Catra, the “bad child”, can do nothing right. From the very first scene in episode one we’re shown that Catra, while equally talented as Adora, sabotages herself by disrespecting her superiors, being late to training, and in general acting like a rebellious teenager. She’s acting out like any teen who chafes at unfair rules, but Shadow Weaver is no normal parent who might ground their child or take away their phone. Shadow Weaver’s punishments are severe and never fit the crime; she seeks always to humiliate, frighten, and beat Catra down into an obedience akin to a cowering pet. Catra’s stubborn streak is too strong for Shadow Weaver to break, however, and this forces Catra to become a self-fulfilling prophecy – Shadow Weaver’s cruelty causes her to retaliate, which only confirms Shadow Weaver’s biases and encourages her to continue tormenting Catra. Catra sometimes seems to perversely enjoy provoking Shadow Weaver, but this fits with her status as lowest in their hierarchy. Shadow Weaver hates her no matter what, so why try to change things? If she acts like nothing Shadow Weaver does can truly hurt her, then she wins. Unlike Adora, Catra is painfully aware of the reality of the situation, as evidenced by their conversation when they first meet again after Adora’s disappearance:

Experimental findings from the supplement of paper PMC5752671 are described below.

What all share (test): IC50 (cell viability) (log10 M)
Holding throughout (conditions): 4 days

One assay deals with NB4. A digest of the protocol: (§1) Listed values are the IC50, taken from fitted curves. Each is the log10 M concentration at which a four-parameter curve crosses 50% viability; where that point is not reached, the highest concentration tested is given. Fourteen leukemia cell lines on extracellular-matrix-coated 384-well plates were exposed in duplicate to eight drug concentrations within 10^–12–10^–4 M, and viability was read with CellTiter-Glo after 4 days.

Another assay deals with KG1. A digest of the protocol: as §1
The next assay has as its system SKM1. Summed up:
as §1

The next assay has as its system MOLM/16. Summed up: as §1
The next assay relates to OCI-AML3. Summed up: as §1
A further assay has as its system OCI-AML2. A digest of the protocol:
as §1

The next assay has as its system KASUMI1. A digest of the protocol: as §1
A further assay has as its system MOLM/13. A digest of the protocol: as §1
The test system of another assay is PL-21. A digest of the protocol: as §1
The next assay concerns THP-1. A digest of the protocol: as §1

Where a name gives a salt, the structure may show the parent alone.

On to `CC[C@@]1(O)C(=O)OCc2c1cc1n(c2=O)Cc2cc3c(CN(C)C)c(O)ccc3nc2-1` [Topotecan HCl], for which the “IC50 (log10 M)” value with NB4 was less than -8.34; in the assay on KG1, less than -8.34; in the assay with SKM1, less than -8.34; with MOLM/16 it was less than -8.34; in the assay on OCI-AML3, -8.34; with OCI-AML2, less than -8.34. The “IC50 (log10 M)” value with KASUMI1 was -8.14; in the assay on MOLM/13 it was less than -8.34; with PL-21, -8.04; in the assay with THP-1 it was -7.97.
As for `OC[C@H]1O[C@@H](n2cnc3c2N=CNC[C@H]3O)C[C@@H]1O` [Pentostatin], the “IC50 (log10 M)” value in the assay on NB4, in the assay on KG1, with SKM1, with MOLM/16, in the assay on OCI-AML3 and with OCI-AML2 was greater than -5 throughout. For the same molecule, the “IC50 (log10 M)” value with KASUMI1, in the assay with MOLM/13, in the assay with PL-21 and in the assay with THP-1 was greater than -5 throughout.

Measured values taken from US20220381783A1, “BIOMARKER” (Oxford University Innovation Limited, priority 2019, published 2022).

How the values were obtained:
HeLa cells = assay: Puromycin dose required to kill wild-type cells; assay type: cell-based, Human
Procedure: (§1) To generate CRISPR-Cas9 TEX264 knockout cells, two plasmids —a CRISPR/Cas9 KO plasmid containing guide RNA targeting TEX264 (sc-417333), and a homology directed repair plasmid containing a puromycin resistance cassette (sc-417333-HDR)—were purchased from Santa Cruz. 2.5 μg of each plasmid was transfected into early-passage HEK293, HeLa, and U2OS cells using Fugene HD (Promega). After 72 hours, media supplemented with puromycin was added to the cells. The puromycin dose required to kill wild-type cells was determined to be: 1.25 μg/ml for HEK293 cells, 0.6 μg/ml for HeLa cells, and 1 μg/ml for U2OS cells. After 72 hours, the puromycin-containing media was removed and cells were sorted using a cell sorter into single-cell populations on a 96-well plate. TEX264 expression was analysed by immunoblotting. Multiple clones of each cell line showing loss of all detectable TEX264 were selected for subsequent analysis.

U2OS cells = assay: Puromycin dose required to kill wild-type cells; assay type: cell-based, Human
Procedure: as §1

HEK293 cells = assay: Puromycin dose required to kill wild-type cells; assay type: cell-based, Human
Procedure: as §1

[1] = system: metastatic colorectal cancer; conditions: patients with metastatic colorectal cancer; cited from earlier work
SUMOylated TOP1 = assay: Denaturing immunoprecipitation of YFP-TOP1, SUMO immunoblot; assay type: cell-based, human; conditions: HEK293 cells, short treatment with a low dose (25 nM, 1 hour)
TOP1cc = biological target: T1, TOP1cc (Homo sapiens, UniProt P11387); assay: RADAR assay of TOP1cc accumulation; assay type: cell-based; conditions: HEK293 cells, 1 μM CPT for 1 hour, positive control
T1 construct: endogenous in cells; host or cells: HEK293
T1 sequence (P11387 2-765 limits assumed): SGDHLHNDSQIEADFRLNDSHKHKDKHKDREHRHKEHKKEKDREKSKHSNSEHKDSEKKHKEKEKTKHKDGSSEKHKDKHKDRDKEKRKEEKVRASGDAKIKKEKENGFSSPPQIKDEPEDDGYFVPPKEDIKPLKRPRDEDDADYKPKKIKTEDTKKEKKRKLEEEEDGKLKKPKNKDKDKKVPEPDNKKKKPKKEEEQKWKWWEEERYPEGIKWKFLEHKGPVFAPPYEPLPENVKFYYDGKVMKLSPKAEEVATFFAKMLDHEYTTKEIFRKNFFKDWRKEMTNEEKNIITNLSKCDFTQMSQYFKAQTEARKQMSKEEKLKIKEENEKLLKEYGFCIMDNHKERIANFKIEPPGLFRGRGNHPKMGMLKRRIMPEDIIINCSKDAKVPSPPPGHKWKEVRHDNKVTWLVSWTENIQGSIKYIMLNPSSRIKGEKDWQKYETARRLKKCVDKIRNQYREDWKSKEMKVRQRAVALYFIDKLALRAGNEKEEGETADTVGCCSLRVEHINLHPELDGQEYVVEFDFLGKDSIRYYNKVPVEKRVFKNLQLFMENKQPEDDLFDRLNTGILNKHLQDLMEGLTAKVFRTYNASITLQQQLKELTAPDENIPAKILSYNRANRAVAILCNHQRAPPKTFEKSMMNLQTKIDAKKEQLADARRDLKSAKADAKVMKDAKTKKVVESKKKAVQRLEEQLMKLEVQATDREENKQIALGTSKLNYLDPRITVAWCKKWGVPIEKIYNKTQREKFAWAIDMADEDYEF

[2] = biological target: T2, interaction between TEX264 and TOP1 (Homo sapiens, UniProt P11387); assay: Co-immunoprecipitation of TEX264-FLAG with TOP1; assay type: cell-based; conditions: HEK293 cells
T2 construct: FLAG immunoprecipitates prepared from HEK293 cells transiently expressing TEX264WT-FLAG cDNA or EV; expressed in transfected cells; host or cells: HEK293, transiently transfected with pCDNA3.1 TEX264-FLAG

Catra: Let’s get back to the Fright Zone. Shadow Weaver is freaking out. [laughing] It’d be funny if she weren’t such a terrible person.
Adora: Catra, no. I can’t go back. Not until the Horde leaves this town alone. Help me.
Catra: What are you saying?